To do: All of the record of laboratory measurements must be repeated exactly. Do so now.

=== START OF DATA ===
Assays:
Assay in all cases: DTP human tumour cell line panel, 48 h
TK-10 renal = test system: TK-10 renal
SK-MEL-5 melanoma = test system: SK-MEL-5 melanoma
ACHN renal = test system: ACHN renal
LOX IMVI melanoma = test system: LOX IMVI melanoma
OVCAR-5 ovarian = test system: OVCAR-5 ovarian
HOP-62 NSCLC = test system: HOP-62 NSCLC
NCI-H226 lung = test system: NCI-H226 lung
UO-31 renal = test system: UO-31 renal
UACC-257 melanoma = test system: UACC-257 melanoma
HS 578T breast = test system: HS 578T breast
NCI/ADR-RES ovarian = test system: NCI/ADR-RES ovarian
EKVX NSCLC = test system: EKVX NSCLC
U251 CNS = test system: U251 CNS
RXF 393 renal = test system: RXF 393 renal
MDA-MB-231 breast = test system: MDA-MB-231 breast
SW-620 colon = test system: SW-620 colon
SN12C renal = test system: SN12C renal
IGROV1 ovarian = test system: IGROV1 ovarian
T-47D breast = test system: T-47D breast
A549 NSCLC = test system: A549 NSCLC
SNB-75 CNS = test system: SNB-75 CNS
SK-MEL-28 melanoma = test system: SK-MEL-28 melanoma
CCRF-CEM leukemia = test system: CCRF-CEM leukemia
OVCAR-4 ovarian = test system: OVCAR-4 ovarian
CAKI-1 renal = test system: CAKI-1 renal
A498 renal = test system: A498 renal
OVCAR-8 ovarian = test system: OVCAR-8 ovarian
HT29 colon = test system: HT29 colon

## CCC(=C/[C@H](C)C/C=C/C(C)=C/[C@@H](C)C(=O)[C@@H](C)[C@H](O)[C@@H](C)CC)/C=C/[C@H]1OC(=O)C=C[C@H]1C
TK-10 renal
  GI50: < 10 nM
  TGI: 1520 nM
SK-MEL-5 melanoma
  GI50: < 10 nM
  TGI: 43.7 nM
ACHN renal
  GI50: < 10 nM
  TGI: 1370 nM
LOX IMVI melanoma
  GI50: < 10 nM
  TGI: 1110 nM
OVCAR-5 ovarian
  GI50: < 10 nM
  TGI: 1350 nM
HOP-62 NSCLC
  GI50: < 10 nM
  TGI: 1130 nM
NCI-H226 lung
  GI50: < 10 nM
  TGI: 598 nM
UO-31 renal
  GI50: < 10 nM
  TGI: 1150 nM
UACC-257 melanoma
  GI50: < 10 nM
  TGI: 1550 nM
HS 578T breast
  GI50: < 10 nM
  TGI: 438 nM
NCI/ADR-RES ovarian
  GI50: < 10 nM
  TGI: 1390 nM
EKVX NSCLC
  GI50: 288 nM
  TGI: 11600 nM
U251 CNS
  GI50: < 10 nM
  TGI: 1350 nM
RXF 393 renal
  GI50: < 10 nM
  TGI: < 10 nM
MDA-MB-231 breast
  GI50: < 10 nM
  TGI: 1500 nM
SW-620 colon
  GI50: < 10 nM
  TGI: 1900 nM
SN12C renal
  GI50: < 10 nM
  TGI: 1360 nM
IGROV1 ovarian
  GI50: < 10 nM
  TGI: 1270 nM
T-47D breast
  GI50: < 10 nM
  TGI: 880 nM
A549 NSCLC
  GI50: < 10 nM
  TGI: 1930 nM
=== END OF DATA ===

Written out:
Assays:
Assay in all cases: DTP human tumour cell line panel, 48 h
TK-10 renal = test system: TK-10 renal
SK-MEL-5 melanoma = test system: SK-MEL-5 melanoma
ACHN renal = test system: ACHN renal
LOX IMVI melanoma = test system: LOX IMVI melanoma
OVCAR-5 ovarian = test system: OVCAR-5 ovarian
HOP-62 NSCLC = test system: HOP-62 NSCLC
NCI-H226 lung = test system: NCI-H226 lung
UO-31 renal = test system: UO-31 renal
UACC-257 melanoma = test system: UACC-257 melanoma
HS 578T breast = test system: HS 578T breast
NCI/ADR-RES ovarian = test system: NCI/ADR-RES ovarian
EKVX NSCLC = test system: EKVX NSCLC
U251 CNS = test system: U251 CNS
RXF 393 renal = test system: RXF 393 renal
MDA-MB-231 breast = test system: MDA-MB-231 breast
SW-620 colon = test system: SW-620 colon
SN12C renal = test system: SN12C renal
IGROV1 ovarian = test system: IGROV1 ovarian
T-47D breast = test system: T-47D breast
A549 NSCLC = test system: A549 NSCLC
SNB-75 CNS = test system: SNB-75 CNS
SK-MEL-28 melanoma = test system: SK-MEL-28 melanoma
CCRF-CEM leukemia = test system: CCRF-CEM leukemia
OVCAR-4 ovarian = test system: OVCAR-4 ovarian
CAKI-1 renal = test system: CAKI-1 renal
A498 renal = test system: A498 renal
OVCAR-8 ovarian = test system: OVCAR-8 ovarian
HT29 colon = test system: HT29 colon

## CCC(=C/[C@H](C)C/C=C/C(C)=C/[C@@H](C)C(=O)[C@@H](C)[C@H](O)[C@@H](C)CC)/C=C/[C@H]1OC(=O)C=C[C@H]1C
TK-10 renal
  GI50: < 10 nM
  TGI: 1520 nM
SK-MEL-5 melanoma
  GI50: < 10 nM
  TGI: 43.7 nM
ACHN renal
  GI50: < 10 nM
  TGI: 1370 nM
LOX IMVI melanoma
  GI50: < 10 nM
  TGI: 1110 nM
OVCAR-5 ovarian
  GI50: < 10 nM
  TGI: 1350 nM
HOP-62 NSCLC
  GI50: < 10 nM
  TGI: 1130 nM
NCI-H226 lung
  GI50: < 10 nM
  TGI: 598 nM
UO-31 renal
  GI50: < 10 nM
  TGI: 1150 nM
UACC-257 melanoma
  GI50: < 10 nM
  TGI: 1550 nM
HS 578T breast
  GI50: < 10 nM
  TGI: 438 nM
NCI/ADR-RES ovarian
  GI50: < 10 nM
  TGI: 1390 nM
EKVX NSCLC
  GI50: 288 nM
  TGI: 11600 nM
U251 CNS
  GI50: < 10 nM
  TGI: 1350 nM
RXF 393 renal
  GI50: < 10 nM
  TGI: < 10 nM
MDA-MB-231 breast
  GI50: < 10 nM
  TGI: 1500 nM
SW-620 colon
  GI50: < 10 nM
  TGI: 1900 nM
SN12C renal
  GI50: < 10 nM
  TGI: 1360 nM
IGROV1 ovarian
  GI50: < 10 nM
  TGI: 1270 nM
T-47D breast
  GI50: < 10 nM
  TGI: 880 nM
A549 NSCLC
  GI50: < 10 nM
  TGI: 1930 nM